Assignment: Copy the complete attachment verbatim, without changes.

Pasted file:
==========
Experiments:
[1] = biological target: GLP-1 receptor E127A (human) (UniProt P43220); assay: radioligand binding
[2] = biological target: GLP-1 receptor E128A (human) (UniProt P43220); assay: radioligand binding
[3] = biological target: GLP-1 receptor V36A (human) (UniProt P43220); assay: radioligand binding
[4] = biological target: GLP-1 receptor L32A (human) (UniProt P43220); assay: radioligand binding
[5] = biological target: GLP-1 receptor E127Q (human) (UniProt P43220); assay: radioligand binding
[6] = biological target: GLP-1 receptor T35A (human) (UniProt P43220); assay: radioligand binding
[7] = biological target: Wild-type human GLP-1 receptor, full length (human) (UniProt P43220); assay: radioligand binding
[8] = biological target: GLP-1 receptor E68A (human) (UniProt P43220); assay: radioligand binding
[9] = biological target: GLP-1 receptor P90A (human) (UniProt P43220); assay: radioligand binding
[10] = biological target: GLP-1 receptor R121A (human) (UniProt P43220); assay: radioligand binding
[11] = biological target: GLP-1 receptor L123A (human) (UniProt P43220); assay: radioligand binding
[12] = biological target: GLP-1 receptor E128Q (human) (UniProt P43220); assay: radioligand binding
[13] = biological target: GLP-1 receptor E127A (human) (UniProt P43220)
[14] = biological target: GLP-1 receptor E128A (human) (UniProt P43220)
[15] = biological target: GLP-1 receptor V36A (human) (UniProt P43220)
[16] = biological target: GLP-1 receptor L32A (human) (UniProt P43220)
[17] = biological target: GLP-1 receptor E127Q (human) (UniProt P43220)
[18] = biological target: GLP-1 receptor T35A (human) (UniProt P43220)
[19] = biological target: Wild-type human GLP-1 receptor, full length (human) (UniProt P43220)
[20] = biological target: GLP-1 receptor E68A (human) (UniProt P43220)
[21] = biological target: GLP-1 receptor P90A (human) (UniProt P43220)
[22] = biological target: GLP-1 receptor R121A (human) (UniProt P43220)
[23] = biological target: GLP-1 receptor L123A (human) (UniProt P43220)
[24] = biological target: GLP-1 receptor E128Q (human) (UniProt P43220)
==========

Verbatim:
Experiments:
[1] = biological target: GLP-1 receptor E127A (human) (UniProt P43220); assay: radioligand binding
[2] = biological target: GLP-1 receptor E128A (human) (UniProt P43220); assay: radioligand binding
[3] = biological target: GLP-1 receptor V36A (human) (UniProt P43220); assay: radioligand binding
[4] = biological target: GLP-1 receptor L32A (human) (UniProt P43220); assay: radioligand binding
[5] = biological target: GLP-1 receptor E127Q (human) (UniProt P43220); assay: radioligand binding
[6] = biological target: GLP-1 receptor T35A (human) (UniProt P43220); assay: radioligand binding
[7] = biological target: Wild-type human GLP-1 receptor, full length (human) (UniProt P43220); assay: radioligand binding
[8] = biological target: GLP-1 receptor E68A (human) (UniProt P43220); assay: radioligand binding
[9] = biological target: GLP-1 receptor P90A (human) (UniProt P43220); assay: radioligand binding
[10] = biological target: GLP-1 receptor R121A (human) (UniProt P43220); assay: radioligand binding
[11] = biological target: GLP-1 receptor L123A (human) (UniProt P43220); assay: radioligand binding
[12] = biological target: GLP-1 receptor E128Q (human) (UniProt P43220); assay: radioligand binding
[13] = biological target: GLP-1 receptor E127A (human) (UniProt P43220)
[14] = biological target: GLP-1 receptor E128A (human) (UniProt P43220)
[15] = biological target: GLP-1 receptor V36A (human) (UniProt P43220)
[16] = biological target: GLP-1 receptor L32A (human) (UniProt P43220)
[17] = biological target: GLP-1 receptor E127Q (human) (UniProt P43220)
[18] = biological target: GLP-1 receptor T35A (human) (UniProt P43220)
[19] = biological target: Wild-type human GLP-1 receptor, full length (human) (UniProt P43220)
[20] = biological target: GLP-1 receptor E68A (human) (UniProt P43220)
[21] = biological target: GLP-1 receptor P90A (human) (UniProt P43220)
[22] = biological target: GLP-1 receptor R121A (human) (UniProt P43220)
[23] = biological target: GLP-1 receptor L123A (human) (UniProt P43220)
[24] = biological target: GLP-1 receptor E128Q (human) (UniProt P43220)